It's said that every so often, a product comes along that shakes up the status quo. Next year, Citroen seems poised to do just that with its newly unveiled e-C3. With its roots tracing back to the iconic 2CV, the e-C3 is setting its sights on becoming the next game-changer in European electric vehicles.
Starting at a modest $25,000, the e-C3 places itself comfortably ahead of even the most affordable Chinese EV options in Europe. It virtually matches the Dacia Spring - which we reviewed recently - but the e-C3 promise far better value with its larger cabin and bigger batter. And in 2025 Citroen promises to deliver an even more economical version equipped with a smaller battery, with a price tag at $21,450.
The big asterisk here is that the announcement repeatedly mentioned net price, suggesting that it either doesn't include VAT or it factors in government incentives.
A good case can be made that the e-C3 is the most economical "legitimate" EV on the block. It's a full-fledged five-seater, unlike the aforementioned Dacia Spring and the Fiat 500, while packing a slightly higher the battery capacity than the latter.
Citroen attributes its competitive pricing to the thrifty Smart Car platform, which was primarily reserved for the 'CC21' C3 variant in regions like India and Latin America. Even with a foundational EV design, in those markets the company managed to fit a combustion engine.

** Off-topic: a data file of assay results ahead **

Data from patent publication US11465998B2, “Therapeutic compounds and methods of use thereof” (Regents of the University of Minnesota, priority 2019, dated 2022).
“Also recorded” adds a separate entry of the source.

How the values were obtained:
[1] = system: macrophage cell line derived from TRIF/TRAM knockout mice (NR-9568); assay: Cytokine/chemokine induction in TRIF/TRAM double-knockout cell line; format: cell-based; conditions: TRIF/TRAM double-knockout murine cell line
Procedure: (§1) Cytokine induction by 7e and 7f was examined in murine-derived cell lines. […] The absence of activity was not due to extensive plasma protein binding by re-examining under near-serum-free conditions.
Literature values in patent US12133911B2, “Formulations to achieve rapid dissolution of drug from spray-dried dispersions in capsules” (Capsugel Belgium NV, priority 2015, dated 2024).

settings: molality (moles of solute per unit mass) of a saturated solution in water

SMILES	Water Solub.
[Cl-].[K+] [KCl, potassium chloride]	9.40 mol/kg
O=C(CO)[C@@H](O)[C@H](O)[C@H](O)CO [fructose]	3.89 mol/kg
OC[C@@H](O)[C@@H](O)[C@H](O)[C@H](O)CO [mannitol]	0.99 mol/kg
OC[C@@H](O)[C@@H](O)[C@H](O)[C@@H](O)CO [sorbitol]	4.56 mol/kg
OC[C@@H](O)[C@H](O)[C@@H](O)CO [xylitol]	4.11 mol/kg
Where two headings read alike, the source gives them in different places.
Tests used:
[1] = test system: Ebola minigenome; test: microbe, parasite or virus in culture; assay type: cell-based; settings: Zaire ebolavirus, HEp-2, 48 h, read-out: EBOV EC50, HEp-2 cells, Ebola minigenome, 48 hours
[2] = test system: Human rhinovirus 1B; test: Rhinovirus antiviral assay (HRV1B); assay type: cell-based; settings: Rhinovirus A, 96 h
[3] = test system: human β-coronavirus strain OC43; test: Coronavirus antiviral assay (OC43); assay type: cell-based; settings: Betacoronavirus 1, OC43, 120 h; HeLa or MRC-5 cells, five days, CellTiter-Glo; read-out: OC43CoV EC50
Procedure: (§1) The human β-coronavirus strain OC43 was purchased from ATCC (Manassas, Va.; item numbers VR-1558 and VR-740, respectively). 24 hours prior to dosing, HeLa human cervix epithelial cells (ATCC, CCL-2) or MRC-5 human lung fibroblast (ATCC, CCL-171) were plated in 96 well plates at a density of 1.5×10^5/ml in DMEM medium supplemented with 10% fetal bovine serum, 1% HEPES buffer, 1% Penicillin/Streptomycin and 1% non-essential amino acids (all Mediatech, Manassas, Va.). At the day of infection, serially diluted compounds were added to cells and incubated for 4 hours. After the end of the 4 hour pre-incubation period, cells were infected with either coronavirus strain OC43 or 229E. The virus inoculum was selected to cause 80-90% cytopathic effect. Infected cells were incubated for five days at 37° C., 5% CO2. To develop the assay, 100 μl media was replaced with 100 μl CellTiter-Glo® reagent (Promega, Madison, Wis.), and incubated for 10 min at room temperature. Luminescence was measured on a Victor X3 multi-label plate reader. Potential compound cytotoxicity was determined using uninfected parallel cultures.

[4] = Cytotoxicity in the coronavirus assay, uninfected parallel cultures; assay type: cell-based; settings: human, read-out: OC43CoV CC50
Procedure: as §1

The e-C3 will roll off the line with a 44kWh lithium-iron-phosphate (LFP) battery, boasting a WLTP range of 199 miles. The more affordable version will give drivers around 124 miles before it needs juicing up.
Speaking of which, LFP batteries are interesting little beasts. They're cheaper, last longer, and ditch cobalt altogether. But, just like that deceptively fit-looking cousin who gets winded walking up a flight of stairs, LFP batteries are a tad more sensitive to temperature changes, especially in the cold.
Citroen's data suggests that the average driver in the B-segment covers less than 50 miles daily, making the e-C3 more than adequate for everyday usage.
And the e-C3 has plenty of comfort to offer too. Citroen’s Advanced Comfort hydraulic bump stops should keep riders feeling easy. Performance-wise, it's comparable to the gasoline-powered C3. Sporting a single motor with 113 hp (83 kW), it can do the 0-62 mph in about 11 seconds, maxing out at an admittedly modest 84 mph.
A standard head-up display, two higher-end trims with a 10.25-inch infotainment touchscreen, and even a smartphone dock on the base model should keep techies happy.
As for aesthetics, Citroen aims to mature a bit from the playful vibe of the current C3. Yet, it retains a playful touch with swappable, color-contrasting 'color clip' inserts available in hues of orange, neon-green, and white.
In the grand scheme, the e-C3 holds a significant place in Citroen’s heart. With the C3 making up a whopping 40% of the brand's passenger car sales, it's a critical player in the firm's lineup.
Kinda looks like a pocket Suzuki Vitara.
I hope it is more reliable and better built than their petrol cars.
I am pretty sure this is better than Spring in absolutely every aspect. It might be a catch though, we will know soon.